To understand Terry Rowlett’s oil paintings is to take a glimpse into his captivating life journey from evangelical roots in Arkansas to hipster-bohemian Athens, Georgia.
Some art historians have argued that all art production is simply an attempt to visualize and understand that which we cannot: the Divine. Certainly, our earliest creative impulses, found today on the walls of Paleolithic caves in France and Spain, suggest a drive to know the world and the mysteries and creatures contained within it. Artist Terry Rowlett works in this vein, driven by a desire to grasp his own spirituality. Although Rowlett’s former Christian faith has been absent for some time, he has found fulfillment in nature, and his paintings explore our connections — or lack thereof — with nature while drawing on Renaissance and Baroque traditions.
“My inspirations often arrive as little epiphanies,” writes Rowlett, “epiphanies that usually occur in the landscape.” For Rowlett, a painting often begins when something in nature catches his eye, be that an unusual copse of trees or a rock formation. “Within these moments my mind’s eye sees a phantom character that could inhabit such a place. Sometimes the character comes very clearly, and I know exactly what he or she looks like and what they are doing in this spot. Other times I have to mull over the phantom until I know more certain what this person is trying to say.”
Rowlett’s early work, such as the vibrant “Flight Out of Egypt” (shown at top), from 1999, is decidedly Christian in theme, but viewed through a modern lens. A middle-class suburban family is seen moving down a sidewalk. Mary, in this case, rides a bicycle, with Christ resting in a seat behind. Joseph, wearing classic “Chucks” and button-up shirt, strolls with a bag of groceries. There is a beautiful graphic quality and strangeness to Rowlett’s oil paintings — interesting compositions, vibrant colors, and narrative — that calls the viewer’s attention.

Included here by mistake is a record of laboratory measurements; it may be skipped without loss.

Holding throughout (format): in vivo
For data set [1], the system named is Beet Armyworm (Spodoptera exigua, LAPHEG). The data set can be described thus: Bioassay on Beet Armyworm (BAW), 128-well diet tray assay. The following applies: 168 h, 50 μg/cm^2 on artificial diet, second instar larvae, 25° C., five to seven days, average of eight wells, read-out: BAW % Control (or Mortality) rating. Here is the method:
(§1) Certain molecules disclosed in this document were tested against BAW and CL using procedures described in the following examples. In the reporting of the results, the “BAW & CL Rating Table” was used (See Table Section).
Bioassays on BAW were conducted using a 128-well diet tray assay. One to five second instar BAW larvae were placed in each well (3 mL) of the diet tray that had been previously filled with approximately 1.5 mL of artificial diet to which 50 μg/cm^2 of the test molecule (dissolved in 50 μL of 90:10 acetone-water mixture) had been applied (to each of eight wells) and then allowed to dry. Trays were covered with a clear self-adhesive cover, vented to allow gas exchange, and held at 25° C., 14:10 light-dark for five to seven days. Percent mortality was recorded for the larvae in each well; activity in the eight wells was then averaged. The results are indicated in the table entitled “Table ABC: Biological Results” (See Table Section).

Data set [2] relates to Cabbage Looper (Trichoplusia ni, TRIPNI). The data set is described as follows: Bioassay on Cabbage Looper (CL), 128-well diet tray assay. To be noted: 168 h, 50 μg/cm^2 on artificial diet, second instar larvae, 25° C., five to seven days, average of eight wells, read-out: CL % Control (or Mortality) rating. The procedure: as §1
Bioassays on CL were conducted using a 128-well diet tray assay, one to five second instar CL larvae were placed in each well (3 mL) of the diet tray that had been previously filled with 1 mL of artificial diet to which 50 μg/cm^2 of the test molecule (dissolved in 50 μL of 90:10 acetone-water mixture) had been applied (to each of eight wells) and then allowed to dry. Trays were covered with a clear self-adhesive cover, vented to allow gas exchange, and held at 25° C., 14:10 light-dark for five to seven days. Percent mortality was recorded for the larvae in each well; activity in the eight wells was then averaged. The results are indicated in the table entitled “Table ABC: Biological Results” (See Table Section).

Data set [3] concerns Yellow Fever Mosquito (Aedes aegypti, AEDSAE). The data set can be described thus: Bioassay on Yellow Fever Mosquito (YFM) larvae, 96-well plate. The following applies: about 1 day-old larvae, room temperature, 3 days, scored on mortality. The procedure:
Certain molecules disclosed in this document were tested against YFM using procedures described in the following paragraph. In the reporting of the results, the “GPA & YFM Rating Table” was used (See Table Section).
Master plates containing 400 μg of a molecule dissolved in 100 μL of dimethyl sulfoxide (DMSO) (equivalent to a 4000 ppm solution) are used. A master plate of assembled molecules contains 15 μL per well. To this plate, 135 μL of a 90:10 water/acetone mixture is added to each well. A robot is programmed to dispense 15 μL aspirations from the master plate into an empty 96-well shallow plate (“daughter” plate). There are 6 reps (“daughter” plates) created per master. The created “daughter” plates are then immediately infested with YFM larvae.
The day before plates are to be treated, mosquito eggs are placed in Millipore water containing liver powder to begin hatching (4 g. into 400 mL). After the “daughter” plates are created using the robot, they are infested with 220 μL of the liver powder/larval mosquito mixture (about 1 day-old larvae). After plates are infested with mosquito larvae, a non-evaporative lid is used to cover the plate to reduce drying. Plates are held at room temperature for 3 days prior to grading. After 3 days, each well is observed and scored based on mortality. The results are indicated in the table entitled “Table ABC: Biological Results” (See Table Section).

“The Dark Forest” is a more recent work and again displays strong landscape devices with interesting human characters, though the Christian narrative has given way to a different story. Among a grove of dark, looming trees, an elderly woman, dressed in a blue housecoat with a brilliant red scarf, points her rifle toward another, much younger, woman. The young woman is dressed in fashionable, contemporary clothing and holds a more imposing automatic assault rifle. Rowlett writes, “The dark woods were meant to suggest danger, mystery, and the dark night of the soul.” The differences between modern and contemporary, young and old, traditional and avant-garde are seen in the juxtaposition of the two characters.
“As a young man, I traveled to Italy to study art, and it was there where I found my techniques and format for painting,” the artist writes. “The churches and museums were full of these great paintings that spoke and preached to me these strange and seemingly important messages relating to God, mankind, and nature. I feel as though I’m continuing in this style of communication, minus the Christianity, but still concerning myself with man, nature, God, and their relationship.”
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